In the 1990s, a frequent visitor to Damascus was Russian General Anatoly Kuntsevich, ironically an advisor to Russian President Boris Yeltsin on eliminating chemical weapons.
Der Spiegel, the German news magazine, wrote of Kuntsevich’s missions: “The chemical weapons expert allegedly established connections with leading members of the Syrian regime, received large amounts of money from them and, in exchange, provided them with details on how to manufacture VX, a powerful chemical agent. He reportedly also shipped 800 liters of chemicals to Syria that were required to produce the poison gas.”
Kuntsevich’s activity stopped in 2003 when he died unexpectedly on a flight from Damascus to Moscow.
In August, 2010, another retired Russian general, Yuri Ivanov, died in murky circumstances. Ivanov, who had served as deputy director of the GRU, Russia’s military intelligence agency, disappeared from a coastal Syrian town when he was reportedly on his way to meet Syrian military intelligence officers. His body was found several days later in Turkey.
In both cases, there was press speculation that the men were killed by Mossad, the Israeli intelligence agency.
For Israel, Syria’s chemical weapons capability is not a parlor game. After Syria and Iraq built large chemical weapons arsenals in the 1980s and 1990s, Israeli built what may be the world’s largest civil defense program: sensors, sirens and gas masks for each of Israel’s 8 million people.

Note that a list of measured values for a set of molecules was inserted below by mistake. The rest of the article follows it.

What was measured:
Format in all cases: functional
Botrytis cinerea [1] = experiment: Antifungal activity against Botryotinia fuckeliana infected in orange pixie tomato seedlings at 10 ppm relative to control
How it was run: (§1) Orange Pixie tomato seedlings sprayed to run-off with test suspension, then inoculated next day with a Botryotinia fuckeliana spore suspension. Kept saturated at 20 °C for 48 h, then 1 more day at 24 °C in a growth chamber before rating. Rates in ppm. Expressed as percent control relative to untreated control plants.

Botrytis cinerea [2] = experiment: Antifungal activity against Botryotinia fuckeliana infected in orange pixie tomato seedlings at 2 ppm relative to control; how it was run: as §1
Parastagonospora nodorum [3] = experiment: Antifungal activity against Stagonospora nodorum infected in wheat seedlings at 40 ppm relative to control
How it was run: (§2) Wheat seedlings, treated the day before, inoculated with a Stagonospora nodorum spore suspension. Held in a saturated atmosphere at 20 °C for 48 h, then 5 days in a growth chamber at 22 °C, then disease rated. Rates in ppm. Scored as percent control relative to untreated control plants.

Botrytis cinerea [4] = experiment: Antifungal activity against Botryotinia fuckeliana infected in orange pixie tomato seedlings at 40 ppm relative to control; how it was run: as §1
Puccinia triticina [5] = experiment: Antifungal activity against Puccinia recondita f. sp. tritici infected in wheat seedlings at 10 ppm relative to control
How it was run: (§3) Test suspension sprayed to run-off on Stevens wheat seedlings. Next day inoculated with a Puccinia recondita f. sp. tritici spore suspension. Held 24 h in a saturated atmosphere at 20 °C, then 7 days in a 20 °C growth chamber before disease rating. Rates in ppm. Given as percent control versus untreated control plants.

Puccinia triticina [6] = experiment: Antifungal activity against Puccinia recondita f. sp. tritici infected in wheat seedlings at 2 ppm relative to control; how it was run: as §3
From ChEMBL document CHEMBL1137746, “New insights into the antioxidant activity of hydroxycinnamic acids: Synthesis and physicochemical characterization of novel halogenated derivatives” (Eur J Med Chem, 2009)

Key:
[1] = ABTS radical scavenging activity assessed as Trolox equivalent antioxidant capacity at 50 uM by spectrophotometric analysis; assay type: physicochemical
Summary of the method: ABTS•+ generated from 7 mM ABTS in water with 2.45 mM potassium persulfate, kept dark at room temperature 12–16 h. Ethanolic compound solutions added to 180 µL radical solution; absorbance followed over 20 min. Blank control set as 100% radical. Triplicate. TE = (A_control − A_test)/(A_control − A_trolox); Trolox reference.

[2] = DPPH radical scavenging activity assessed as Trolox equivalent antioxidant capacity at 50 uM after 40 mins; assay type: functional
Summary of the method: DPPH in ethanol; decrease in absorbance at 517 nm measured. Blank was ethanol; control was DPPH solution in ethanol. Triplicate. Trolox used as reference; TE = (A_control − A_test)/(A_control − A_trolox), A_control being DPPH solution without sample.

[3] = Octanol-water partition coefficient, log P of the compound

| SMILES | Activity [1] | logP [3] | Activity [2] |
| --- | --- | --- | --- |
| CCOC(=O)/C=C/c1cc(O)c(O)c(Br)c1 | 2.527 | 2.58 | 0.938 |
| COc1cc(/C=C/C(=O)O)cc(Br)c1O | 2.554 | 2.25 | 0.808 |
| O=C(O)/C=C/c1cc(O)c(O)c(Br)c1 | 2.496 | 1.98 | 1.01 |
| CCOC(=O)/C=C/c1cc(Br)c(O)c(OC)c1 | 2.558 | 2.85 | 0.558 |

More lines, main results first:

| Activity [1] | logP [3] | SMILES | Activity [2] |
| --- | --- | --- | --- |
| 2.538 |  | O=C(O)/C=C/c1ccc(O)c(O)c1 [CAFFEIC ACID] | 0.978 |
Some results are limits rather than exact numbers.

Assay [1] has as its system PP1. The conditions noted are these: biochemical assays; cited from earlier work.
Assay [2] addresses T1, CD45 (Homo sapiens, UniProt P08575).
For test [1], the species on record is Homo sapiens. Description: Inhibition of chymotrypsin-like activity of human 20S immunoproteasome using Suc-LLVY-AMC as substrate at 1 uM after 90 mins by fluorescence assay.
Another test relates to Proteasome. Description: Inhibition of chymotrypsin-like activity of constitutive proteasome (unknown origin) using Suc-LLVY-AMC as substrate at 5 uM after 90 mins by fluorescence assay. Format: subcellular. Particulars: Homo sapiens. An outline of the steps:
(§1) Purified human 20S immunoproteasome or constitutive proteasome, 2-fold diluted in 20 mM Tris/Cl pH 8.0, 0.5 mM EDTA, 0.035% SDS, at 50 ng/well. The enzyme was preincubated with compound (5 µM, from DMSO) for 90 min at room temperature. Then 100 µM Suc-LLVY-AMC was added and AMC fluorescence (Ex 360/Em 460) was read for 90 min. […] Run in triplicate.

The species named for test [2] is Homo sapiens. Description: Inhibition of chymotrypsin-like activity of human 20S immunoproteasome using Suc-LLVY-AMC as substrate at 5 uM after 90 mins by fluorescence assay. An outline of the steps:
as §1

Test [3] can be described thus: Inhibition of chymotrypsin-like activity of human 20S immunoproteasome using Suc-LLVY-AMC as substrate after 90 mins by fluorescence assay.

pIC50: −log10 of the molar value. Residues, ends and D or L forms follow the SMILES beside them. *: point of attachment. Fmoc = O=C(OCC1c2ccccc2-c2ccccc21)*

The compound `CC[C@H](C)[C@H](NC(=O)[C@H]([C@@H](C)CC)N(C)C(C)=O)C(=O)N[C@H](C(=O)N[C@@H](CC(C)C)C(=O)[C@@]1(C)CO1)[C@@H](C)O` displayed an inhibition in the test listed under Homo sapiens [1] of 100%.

About 20 percent of Israel’s population is Russian speaking. In theory, Russia could draw on this population to gather even more intelligence on Syria’s chemical weapons program.
Most importantly, there are undoubtedly many alumni of Soviet military schools working for Syria’s Scientific Studies and Research Centre, the agency that oversees the nation’s chemical weapons program.
President Vladimir Putin, a former KGB officer, stands at the top of Russia’s intelligence pyramid. If he wanted to, he could make public tomorrow a list of personnel and locations involved in Syria’s program.
But Russia’s public approach had been: ‘hear no evil, see no evil.’
After Radoslaw Sikorski proposed that Russia move to control Syria’s chemical program, Russia’s foreign ministry responded: “As concerns the Polish foreign policy chief’s idea that Russia should take on the responsibility for the Syrian chemical arsenals’ safety, such a presumption cannot fail to cause perplexity. Responsibility for safety of these chemical weapons lies with the government of a sovereign Syria, and nobody else. Neither internal nor external forces should try to prevent the performance of this mission or intervene in this process.”
Washington had taken note of Russia’s hands off attitude toward Syria’s chemical weapons program.
Last week at the Senate Foreign Relations Committee hearing, Senator Tim Kaine sharply criticized Kremlin policy.
“It is hard to read their actions and come up with any conclusion other than the current government of Russia is pro use of chemical weapons against civilians,” said Kaine, a Virginia Democrat. “We should make them wear being pro-chemical weapons like a rotting carcass around their neck in every instance we can. So that, at some point, they’ll ask themselves the question: Do we really want to be the nation that is pro use of chemical weapons against a civilian population?”
Thirty years ago, Soviet scientists created Syria’s Frankenstein.
But now the chemical monster has escaped the lab, Russia may be best positioned to bring it back under control.